Silobreaker Experiment

By kfreelskfreels (1261532767|%a, %b %e at %I:%M%p)

In this blog post, I'll be examining how Silobreaker, a news analysis tool, works. Since I finally picked my term project topic (fast food industry - hooray!), I'll be delving into all kinds of fast food industry news.


Silobreaker Overview

Silobreaker is a site that helps the user find news articles and analyze them. On the home page, headline articles are listed along with the date they were first posted, the last time they were updated, how many documents are available, its category, and links to related entities. Silobreaker also has some category links at the top of the home page. These include global issues, technology, science, business, energy, and the world. So it might not be the best site to find news articles about John & Kate + 8 developments…

When I click on one of the headlining stories, I'm taken to a Silobreaker page dedicated to that story that provides a summary of the story, what others have reported on it, quotes regarding it, related stories, and many more tools that I will get into when I do my search experiment. The bottom line is: Silobreaker is not just a website that coughs up links to articles when you do a news search, it uses textual analysis to categorize stories, summarize the internet buzz about those stories, and figure out how various stories are interconnected.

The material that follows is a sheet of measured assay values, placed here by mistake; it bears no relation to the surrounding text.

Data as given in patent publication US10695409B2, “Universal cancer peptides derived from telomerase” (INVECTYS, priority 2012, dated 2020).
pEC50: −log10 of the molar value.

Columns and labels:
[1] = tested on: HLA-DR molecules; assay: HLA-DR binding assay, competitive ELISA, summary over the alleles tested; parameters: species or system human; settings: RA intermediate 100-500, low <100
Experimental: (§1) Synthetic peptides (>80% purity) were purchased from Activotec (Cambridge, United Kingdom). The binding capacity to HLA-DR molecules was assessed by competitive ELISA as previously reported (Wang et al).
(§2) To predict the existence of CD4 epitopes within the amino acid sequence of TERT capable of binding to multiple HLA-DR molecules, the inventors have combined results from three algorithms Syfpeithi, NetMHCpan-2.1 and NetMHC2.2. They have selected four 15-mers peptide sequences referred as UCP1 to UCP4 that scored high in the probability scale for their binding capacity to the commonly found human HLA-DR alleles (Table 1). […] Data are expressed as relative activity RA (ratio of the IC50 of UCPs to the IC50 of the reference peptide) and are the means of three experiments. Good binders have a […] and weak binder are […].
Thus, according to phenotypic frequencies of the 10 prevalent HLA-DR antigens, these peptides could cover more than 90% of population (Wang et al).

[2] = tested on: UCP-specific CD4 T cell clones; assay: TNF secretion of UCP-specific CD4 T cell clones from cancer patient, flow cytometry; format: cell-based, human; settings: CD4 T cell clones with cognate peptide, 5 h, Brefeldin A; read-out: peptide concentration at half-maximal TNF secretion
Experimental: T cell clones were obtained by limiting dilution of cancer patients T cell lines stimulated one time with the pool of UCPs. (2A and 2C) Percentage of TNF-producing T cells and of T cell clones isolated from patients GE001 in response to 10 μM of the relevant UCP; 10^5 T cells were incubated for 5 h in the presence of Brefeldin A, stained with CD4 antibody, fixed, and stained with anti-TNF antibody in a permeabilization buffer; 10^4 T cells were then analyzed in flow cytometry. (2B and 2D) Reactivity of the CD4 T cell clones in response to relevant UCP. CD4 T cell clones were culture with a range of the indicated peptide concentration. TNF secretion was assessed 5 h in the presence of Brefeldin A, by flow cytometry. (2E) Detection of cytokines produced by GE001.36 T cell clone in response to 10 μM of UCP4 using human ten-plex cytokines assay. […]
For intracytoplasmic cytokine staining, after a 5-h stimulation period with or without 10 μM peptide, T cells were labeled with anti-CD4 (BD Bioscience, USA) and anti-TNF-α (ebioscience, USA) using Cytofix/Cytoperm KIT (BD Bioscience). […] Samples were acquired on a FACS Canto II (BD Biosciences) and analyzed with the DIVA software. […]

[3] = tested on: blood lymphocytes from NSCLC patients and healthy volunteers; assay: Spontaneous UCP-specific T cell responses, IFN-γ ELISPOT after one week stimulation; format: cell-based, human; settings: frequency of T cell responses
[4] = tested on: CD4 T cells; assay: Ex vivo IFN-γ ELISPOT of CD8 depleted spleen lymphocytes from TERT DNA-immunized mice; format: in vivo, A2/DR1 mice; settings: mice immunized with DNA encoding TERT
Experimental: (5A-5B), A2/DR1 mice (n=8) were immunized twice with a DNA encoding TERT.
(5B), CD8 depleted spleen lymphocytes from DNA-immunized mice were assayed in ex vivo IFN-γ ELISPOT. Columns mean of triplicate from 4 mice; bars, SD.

Now, onto the experiment


I began with a generic search for [mcdonalds]. Silobreaker automatically asked me if I meant [McDonald's Corporation (Company)], and thank goodness it did, because the results for my [mcdonalds] search were less than impressive. Once I clicked on their suggested search, my results improved. At the top of results, Silobreaker had a section with the McDonald's logo and the type, name, nationality, and fact sheet about the organization (see right). This would be helpful when researching a company you don't know a lot about. Instead of scanning through various search results, you could get the current, need-to-know info right up front. Now I will dive a little deeper into my analysis, and tell you about the unique features you can find on Silobreaker

Unique Features of Silobreaker & How they Helped my News Search!

Mouse-Over Information

In Silobreaker, you don't even have to click on anything to get in-depth information! When I mouse-over the title of any search result, a box pops up that shows a longer summary of the article, in-text content, and more documents about that story. This is a feature not available in other search engines, and it's useful because the user can quickly find out more about the search result right on that page. Below you will see what popped up when I moused over the article called "Why the Fat Police of South LA are Failing". The most important thing that the mouse-over showed me was the main point of the article in the "In Context" box. Now, I don't even need to read the full article - I know exactly what it was talking about because of the mouse-over function.